Volume 521, October 2010
|Number of page(s)||23|
|Section||Catalogs and data|
|Published online||19 October 2010|
HRC-I/Chandra X-ray observations towards σ Orionis
Centro de Astrobiología (CSIC-INTA), Carretera de Ajalvir km 4,
28850 Torrejón de Ardoz, Madrid, Spain e-mail: firstname.lastname@example.org
2 Departamento de Astrofísica y Ciencias de la Atmósfera, Facultad de Física, Universidad Complutense de Madrid, 28040 Madrid, Spain
3 Centro Universitario Regional Zona Atlántica, Universidad Nacional del Comahue, Monseñor Esandi y Ayacucho, 8500 Viedma, Río Negro, Argentina
Accepted: 11 June 2010
Aims. We investigated the X-ray emission from young stars and brown dwarfs in the σ Orionis cluster (τ ~ 3 Ma, d ~ 385 pc) and its relation to mass, the presence of circumstellar discs, and separation to the cluster centre by taking advantage of the superb spatial resolution of the Chandra X-ray Observatory.
Methods. We used public HRC-I/Chandra data from a 97.6 ks pointing towards the cluster centre and complemented them with X-ray data from IPC/Einstein, HRI/ROSAT, EPIC/XMM-Newton, and ACIS-S/Chandra together with optical and infrared photometry and spectroscopy from the literature and public catalogues. On our HRC-I/Chandra data, we measured count rates, estimated X-ray fluxes, and searched for short-term variability. We also looked for long-term variability by comparing with previous X-ray observations.
Results. Among the 107 detected X-ray sources, there were 70 cluster stars with known signposts of youth, two young brown dwarfs, 12 cluster member candidates, four field dwarfs, and two galaxies with optical-infrared counterpart. The remaining sources were extragalactic. Based on a robust Poisson-χ2 analysis, nine cluster stars displayed flares or rotational modulation during the HRC-I observations, while eight other stars and one brown dwarf showed X-ray flux variations between the HRC-I and IPC, HRI, and EPIC epochs. We constructed a cluster X-ray luminosity function from O9.5 (about 18 ) to M6.5 (about 0.06 ). We found: (i) that early-type stars in multiple systems or with spectroscopic peculiarities tend to display X-ray emission; (ii) that the two detected brown dwarfs and the least-massive star are among the σ Orionis objects with the highest LX/LJ ratios; and (iii) that a large fraction of known classical T Tauri stars in the cluster are absent in this and other X-ray surveys. Finally, from a spatial distribution analysis, we quantified the impact of sensitivity degradation towards the HRC-I borders on the detection of faint X-ray sources and concluded that dozens X-ray σ Orionis stars and brown dwarfs still need to be detected.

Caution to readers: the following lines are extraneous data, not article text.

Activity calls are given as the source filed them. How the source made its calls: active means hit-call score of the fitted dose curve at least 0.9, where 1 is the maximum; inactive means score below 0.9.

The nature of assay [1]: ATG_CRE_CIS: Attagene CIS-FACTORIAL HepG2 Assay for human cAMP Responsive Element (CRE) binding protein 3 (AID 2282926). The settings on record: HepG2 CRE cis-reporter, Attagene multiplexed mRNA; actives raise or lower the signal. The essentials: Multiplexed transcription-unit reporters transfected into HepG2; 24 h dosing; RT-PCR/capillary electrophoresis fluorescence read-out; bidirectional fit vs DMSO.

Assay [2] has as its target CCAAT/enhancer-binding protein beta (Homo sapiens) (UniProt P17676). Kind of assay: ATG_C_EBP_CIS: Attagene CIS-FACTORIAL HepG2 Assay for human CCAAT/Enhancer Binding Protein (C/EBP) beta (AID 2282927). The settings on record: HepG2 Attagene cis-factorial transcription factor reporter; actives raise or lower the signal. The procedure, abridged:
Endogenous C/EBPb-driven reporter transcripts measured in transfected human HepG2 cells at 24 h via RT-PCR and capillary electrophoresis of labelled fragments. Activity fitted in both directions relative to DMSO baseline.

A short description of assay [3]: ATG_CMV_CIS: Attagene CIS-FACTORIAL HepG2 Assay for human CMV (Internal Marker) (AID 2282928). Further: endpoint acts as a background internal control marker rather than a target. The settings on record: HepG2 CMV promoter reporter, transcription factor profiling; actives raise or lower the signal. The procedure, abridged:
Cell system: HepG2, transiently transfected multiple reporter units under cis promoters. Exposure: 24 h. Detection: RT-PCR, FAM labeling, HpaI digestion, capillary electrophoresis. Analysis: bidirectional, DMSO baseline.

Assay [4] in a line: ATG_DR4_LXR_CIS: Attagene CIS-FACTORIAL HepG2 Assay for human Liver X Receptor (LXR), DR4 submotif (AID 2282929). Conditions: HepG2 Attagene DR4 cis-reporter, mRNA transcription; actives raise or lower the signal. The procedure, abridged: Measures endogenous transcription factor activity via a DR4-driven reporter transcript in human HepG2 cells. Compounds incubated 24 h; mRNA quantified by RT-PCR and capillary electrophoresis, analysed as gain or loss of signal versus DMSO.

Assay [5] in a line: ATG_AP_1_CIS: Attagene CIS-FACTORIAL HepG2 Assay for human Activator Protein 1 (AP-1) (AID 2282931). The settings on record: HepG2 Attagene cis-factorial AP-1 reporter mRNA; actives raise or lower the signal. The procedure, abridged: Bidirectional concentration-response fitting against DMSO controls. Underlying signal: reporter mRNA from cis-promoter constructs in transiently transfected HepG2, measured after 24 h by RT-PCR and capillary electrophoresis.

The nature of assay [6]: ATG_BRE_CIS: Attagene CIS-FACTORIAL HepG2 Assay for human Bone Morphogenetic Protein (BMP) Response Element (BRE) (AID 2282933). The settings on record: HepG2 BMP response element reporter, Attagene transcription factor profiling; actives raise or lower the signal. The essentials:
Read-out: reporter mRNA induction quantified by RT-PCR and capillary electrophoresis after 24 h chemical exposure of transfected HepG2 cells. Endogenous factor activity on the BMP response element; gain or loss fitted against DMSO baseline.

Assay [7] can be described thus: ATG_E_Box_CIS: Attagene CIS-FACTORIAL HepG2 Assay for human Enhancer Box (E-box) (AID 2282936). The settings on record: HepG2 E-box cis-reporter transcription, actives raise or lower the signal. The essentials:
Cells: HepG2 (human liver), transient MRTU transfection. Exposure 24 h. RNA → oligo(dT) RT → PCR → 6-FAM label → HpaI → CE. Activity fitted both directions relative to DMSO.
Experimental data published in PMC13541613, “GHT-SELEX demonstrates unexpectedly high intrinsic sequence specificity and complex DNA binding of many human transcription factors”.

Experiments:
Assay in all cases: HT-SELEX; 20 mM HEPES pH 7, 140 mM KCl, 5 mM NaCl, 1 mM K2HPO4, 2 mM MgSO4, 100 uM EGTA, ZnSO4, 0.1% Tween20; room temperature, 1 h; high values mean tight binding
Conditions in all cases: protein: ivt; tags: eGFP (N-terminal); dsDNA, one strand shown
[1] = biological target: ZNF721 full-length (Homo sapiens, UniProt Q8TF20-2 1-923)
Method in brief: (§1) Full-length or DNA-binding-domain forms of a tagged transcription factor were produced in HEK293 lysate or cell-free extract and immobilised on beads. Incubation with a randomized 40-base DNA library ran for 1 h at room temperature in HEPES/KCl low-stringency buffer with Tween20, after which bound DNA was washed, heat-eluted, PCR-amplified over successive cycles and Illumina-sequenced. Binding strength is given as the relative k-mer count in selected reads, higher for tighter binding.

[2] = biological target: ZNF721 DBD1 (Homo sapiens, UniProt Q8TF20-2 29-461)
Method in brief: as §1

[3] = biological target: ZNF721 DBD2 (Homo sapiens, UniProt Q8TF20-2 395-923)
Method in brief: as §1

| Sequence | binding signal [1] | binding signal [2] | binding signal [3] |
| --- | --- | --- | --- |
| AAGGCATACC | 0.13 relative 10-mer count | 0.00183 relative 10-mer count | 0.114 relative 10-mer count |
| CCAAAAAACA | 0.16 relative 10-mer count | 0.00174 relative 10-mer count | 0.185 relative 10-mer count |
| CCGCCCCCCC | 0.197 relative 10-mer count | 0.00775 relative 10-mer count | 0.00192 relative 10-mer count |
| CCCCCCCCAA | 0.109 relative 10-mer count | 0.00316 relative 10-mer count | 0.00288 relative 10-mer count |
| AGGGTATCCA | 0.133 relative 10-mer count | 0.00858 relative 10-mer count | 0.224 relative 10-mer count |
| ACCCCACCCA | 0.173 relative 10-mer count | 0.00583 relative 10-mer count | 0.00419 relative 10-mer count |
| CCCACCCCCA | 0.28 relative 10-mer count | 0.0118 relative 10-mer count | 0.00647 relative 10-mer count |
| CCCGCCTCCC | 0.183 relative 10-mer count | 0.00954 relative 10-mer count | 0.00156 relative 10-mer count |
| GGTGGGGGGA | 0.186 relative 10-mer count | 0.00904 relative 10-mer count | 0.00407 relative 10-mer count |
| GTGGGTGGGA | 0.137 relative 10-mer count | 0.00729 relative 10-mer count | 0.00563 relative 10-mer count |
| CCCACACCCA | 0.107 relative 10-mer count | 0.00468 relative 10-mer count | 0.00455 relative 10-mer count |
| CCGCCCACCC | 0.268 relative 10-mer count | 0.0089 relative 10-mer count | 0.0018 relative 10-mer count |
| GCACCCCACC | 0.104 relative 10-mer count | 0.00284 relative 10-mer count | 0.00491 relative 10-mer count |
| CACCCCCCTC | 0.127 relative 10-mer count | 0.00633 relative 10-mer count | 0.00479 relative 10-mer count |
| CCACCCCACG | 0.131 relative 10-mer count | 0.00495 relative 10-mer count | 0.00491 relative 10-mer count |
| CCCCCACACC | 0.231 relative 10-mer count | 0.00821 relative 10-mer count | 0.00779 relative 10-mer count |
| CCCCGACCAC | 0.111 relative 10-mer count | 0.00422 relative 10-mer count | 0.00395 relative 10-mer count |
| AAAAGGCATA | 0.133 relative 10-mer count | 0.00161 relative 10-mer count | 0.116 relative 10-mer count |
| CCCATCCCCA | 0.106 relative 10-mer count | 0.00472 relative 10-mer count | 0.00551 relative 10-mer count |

Key words: brown dwarfs / stars: early-type / stars: flare / stars: variables: T Tauri, Herbig Ae/Be / X-rays: stars / open clusters and associations: individual: σ Orionis
© ESO, 2010
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